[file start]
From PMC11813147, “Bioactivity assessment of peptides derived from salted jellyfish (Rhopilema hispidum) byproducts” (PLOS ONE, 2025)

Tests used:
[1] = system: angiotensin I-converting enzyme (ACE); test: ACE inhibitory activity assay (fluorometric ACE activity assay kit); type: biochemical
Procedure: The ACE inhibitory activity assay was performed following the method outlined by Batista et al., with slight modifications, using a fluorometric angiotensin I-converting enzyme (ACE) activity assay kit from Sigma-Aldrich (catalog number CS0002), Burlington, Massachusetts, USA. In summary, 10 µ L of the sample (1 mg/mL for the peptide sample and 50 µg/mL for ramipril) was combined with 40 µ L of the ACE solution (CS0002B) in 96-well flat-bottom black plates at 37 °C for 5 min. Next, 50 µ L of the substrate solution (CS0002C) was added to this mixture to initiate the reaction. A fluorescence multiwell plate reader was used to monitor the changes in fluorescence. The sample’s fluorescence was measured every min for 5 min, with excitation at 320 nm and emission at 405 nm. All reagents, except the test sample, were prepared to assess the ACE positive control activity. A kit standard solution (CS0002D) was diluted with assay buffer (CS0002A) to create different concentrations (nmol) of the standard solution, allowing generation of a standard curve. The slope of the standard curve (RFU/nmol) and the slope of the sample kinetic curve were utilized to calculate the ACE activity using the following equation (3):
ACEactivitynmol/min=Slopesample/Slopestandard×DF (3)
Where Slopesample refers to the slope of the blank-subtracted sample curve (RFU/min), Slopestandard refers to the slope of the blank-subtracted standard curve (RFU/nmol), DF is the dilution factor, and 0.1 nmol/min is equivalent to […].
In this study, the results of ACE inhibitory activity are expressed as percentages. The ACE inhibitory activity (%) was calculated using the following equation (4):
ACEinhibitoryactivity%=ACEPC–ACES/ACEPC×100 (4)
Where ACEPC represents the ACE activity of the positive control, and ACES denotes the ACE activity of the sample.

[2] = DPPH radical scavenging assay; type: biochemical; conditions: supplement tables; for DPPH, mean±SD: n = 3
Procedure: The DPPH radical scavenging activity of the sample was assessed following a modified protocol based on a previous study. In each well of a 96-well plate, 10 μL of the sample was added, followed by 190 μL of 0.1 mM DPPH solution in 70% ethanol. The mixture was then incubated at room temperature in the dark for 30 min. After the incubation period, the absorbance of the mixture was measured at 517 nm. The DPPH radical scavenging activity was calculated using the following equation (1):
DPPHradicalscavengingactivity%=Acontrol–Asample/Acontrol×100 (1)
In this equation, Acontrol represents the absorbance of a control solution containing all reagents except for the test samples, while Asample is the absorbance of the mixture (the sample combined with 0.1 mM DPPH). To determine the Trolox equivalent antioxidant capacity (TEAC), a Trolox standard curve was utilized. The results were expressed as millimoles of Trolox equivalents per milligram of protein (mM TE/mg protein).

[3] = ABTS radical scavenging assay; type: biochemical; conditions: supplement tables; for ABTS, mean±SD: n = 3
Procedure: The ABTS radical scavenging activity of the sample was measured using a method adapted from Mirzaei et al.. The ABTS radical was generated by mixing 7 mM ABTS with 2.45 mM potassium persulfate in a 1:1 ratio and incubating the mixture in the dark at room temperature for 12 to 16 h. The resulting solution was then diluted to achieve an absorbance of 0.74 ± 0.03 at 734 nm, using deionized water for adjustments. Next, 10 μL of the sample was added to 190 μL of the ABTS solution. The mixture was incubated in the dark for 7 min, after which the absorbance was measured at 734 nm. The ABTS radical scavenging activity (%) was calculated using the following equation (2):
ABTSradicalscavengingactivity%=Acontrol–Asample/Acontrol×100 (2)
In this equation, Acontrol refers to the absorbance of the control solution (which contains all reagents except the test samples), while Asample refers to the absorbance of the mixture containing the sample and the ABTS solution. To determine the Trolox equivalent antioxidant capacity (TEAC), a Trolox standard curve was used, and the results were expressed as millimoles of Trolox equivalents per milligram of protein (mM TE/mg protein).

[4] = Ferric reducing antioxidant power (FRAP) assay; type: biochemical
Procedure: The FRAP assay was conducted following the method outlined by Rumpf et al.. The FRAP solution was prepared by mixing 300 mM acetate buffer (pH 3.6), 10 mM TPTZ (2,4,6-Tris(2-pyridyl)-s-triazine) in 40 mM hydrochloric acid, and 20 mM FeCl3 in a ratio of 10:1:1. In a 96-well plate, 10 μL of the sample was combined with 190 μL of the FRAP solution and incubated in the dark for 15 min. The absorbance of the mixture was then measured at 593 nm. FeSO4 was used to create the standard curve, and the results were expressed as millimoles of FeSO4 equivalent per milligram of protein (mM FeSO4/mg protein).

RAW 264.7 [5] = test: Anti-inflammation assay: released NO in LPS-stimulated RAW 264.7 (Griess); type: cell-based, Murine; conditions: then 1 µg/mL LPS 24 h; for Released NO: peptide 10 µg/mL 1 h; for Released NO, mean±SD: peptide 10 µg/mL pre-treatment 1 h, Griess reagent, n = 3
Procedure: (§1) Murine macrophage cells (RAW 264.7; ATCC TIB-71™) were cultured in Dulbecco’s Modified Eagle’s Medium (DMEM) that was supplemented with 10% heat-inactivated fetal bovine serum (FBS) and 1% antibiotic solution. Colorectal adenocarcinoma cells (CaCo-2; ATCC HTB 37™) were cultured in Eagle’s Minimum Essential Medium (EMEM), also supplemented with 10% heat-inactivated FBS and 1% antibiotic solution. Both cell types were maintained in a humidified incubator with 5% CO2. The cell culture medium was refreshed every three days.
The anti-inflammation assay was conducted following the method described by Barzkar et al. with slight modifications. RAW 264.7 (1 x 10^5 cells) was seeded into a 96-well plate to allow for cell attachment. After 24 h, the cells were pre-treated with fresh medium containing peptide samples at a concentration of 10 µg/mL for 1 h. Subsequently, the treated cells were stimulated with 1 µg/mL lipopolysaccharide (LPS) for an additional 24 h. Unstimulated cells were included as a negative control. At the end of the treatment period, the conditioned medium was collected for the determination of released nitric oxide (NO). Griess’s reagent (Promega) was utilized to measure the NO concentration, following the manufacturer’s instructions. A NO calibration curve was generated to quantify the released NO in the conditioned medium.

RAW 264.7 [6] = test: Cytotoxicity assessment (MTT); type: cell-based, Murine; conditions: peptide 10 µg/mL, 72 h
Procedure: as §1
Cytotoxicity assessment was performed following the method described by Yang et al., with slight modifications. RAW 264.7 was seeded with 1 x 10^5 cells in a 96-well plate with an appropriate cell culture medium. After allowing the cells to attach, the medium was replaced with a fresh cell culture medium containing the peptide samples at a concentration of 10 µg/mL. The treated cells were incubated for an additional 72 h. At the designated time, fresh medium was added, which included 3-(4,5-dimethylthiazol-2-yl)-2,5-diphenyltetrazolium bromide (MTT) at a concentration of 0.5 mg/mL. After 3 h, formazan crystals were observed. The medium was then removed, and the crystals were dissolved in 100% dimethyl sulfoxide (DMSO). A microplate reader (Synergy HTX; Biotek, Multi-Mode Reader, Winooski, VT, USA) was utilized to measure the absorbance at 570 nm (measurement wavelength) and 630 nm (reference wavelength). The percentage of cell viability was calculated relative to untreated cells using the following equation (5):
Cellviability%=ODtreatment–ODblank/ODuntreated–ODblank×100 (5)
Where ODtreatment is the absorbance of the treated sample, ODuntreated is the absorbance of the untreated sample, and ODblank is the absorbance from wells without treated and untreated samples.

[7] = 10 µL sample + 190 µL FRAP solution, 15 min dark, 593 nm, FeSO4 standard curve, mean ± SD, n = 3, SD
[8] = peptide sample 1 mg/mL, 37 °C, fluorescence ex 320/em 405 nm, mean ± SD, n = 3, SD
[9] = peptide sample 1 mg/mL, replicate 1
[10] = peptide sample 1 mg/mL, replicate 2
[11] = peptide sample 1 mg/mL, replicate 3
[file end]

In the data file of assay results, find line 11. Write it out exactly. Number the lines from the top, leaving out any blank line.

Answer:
Procedure: The DPPH radical scavenging activity of the sample was assessed following a modified protocol based on a previous study. In each well of a 96-well plate, 10 μL of the sample was added, followed by 190 μL of 0.1 mM DPPH solution in 70% ethanol. The mixture was then incubated at room temperature in the dark for 30 min. After the incubation period, the absorbance of the mixture was measured at 517 nm. The DPPH radical scavenging activity was calculated using the following equation (1):